By ZENIT Staff
Pope Francis shines a light on those who are ill and those who care for them in his message for the World Day of the Sick 2020. He also asks us to remember the difficulties experienced by those suffering and medical staff in conflict areas and he calls on governments and health institutions not to neglect those who are suffering because of financial considerations.
By Stefano Nobile, Caritas Advocacy Officer and CI Focal Point for Health and HIV
The Church’s healing service for the poor goes back to its very beginning; it is based on Jesus’ teaching and praxis and includes caring for the sick.
The heart of Caritas, which is at the center of the teaching of the Church in the area of charity, throbs for serving those who live in the most resource-limited settings, both in developing and developed countries.
By being the “salt of the earth” and the “light of the world”, and by caring for the needy and the afflicted, and working for justice and decent lives in 200 countries and territories across the world, day by day and night by night, Caritas diocesan and national members distribute life-saving commodities among millions of people in need. But more importantly, Caritas is with them and for them in every circumstance – not only during emergencies or crises but also before and after.
However, these daily actions will never suffice if they do not inspire a mutual, respectful and constant dialogue between Caritas people and the communities that they serve, which are definitely better placed to be their own changer-makers.
Catherine, a 26-year-old Caritas social worker, photographed in the vaccination center in the Ebola-hit town of Mambasa, DRC. Photo by Tommy Trenchard/Caritas
Caritas’ commitment to the sick across the world
Caritas health workers are there for people in conflict zones in a number of places around the world. Violence means that people don’t always receive the treatment they need or medicines may not get through. In north-east Nigeria, for example, Caritas has reached people cut off by Boko Haram violence, many of who suffer from typhoid, malaria and diarrhea, by launching E-Ranger mobile clinics to diagnose and treat people in conflict zones.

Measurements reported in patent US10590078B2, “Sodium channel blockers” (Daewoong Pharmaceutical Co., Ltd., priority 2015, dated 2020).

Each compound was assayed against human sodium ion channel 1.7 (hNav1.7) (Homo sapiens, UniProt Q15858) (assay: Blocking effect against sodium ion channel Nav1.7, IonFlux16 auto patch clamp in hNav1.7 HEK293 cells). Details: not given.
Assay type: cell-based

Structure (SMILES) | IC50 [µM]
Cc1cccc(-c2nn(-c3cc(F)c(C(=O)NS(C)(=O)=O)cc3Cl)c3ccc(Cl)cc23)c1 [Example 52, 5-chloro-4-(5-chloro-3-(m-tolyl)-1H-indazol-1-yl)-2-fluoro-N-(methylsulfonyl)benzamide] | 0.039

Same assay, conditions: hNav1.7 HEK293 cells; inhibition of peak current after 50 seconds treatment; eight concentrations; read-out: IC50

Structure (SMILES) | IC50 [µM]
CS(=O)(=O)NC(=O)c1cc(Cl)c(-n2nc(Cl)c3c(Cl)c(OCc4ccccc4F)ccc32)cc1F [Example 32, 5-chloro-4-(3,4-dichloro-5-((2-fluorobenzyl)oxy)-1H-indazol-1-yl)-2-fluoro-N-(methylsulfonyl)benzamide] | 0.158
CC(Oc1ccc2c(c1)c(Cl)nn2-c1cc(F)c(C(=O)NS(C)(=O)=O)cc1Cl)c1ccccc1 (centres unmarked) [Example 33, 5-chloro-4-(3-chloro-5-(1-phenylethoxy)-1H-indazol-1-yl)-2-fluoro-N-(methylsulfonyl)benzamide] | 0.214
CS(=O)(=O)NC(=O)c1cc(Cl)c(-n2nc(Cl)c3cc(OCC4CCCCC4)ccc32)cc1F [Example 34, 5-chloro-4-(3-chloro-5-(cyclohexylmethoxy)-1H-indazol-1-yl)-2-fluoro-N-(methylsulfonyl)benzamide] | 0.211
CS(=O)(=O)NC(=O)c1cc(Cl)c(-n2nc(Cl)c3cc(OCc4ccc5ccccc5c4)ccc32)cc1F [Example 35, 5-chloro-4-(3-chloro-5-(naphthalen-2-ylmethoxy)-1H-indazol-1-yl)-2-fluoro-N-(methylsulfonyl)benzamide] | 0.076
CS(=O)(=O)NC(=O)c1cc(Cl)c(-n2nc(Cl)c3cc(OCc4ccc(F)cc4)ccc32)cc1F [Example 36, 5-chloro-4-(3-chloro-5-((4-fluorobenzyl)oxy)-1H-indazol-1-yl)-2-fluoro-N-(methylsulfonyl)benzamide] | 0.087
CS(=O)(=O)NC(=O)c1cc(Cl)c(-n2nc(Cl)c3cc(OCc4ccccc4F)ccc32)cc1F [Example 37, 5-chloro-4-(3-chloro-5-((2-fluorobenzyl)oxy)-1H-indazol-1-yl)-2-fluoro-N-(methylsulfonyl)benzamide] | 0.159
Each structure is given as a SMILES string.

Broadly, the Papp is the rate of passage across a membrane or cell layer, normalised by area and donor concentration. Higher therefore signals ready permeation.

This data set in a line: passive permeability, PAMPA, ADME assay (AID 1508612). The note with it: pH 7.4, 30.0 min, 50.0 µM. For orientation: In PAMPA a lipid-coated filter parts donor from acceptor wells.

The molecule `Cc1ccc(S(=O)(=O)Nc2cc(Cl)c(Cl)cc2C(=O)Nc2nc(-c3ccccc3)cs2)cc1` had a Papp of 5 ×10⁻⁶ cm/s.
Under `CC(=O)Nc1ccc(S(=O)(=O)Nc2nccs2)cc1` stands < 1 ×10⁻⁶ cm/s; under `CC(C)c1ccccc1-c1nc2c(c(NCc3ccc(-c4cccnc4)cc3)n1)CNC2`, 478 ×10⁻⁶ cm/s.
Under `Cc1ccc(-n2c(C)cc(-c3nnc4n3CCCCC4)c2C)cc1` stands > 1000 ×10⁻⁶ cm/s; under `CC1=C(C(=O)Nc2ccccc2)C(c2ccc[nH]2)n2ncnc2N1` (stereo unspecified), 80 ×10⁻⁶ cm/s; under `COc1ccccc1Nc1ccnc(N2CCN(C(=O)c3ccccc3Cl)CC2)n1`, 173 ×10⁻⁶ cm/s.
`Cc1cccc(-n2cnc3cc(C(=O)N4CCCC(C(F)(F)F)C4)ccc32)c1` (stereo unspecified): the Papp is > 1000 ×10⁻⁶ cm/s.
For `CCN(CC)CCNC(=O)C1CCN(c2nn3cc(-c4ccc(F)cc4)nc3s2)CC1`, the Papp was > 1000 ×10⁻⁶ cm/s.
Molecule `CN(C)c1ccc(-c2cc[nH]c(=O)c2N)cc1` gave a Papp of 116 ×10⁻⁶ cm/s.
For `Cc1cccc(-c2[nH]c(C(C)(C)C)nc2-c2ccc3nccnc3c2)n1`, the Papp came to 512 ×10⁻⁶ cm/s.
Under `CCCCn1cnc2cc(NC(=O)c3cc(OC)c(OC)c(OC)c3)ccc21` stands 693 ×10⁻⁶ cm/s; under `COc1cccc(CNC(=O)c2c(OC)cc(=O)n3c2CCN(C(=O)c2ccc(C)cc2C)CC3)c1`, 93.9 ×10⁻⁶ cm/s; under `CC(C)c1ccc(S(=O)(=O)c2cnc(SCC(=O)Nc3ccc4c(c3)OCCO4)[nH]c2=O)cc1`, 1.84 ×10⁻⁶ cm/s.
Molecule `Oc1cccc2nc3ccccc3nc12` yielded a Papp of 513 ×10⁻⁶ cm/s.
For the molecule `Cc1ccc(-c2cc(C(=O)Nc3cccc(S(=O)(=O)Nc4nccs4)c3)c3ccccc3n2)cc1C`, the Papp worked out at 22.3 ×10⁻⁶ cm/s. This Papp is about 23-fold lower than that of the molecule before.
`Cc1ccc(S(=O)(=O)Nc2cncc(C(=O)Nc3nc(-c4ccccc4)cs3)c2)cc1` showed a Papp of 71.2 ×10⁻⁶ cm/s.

Places such as Gaza, where Palestinians lack a sustainable and equitable health system, present massive long-term challenges. Caritas Jerusalem runs primary healthcare and emergency trauma clinics and mobile medical clinics.
The people of Venezuela are suffering a devastating humanitarian crisis. Caritas provides vital medicines that aren’t available in the country, other basic healthcare and identifies malnourished babies and children and provides health checks and life-saving nutritious food
Meanwhile, Caritas India has just launched on World Cancer Day (4th February) a campaign to raise awareness about cancer among students and the public. Regular free health camps in communities help detect cancer in the early stages and provide information for affordable treatment and funding in some cases. Video.
In the midst of a recent measles epidemic, Caritas Samoa has been distributing packages of essential supplies such as food, clothing, hand sanitizer, bed sheets, pillows, towels and medical face masks for hospitals, clinics and families.
Communities at the center of HIV response
Caritas’ long-term commitment to accompanying those who are suffering and who are also marginalised can be seen in its work with people living with HIV. Communities have always been at the centre of Caritas’ HIV response, right from when we began accompanying people with HIV in 1987 and in full conformity to the teaching of the Catholic Church.
People suffering from HIV/AIDS are often malnourished – they often can’t work to provide for themselves. Caritas Boar, Central African Republic distributed soap, sardines and soup bouillon to 2,765 patients. Photo by Jiri Pasz/Caritas
We put faith communities at the center of the HIV response by training their own Catholic religious leaders on the basic scientific and pastoral considerations on HIV pathology. Caritas aims to help them overcome fear, stigma, and discrimination to build (or re-build) compassion, trust, and confidence. Also, Caritas helps them to detect preliminary symptoms that could potentially be linked with pediatric HIV, capitalizing on their pastoral leadership and compassion to address public health problems.
Over the last two years, faith communities involved in the GRAIL Project – Galvanizing Religious Actors for better Identification and Linkage to pediatric HIV – and their religious leaders reached more than 60,000 women, men and children with age-appropriate HIV messaging, especially in selected rural areas of Nigeria and DRC. They referred over 22,000 children for HIV testing; among them, 150 were diagnosed HIV-positive, but they are now under appropriate life-saving treatment.
Those 150 children did not fall into the crack of being untested – they were found, tested and eventually put under treatment.
These are just a few examples of Caritas’ global commitment to the sick across the world. Through its national and diocesan members, Caritas responds to neglected populations suffering from all the major diseases and to the health needs of the most vulnerable communities affected by health emergencies.
Our strength is our service to the poor; our force is our community work; our vision is a world without neglected populations, a world truly responding to the powerful call of the Catholic Church to put the human person at the center of each action for humanity.
Read More: Vatican News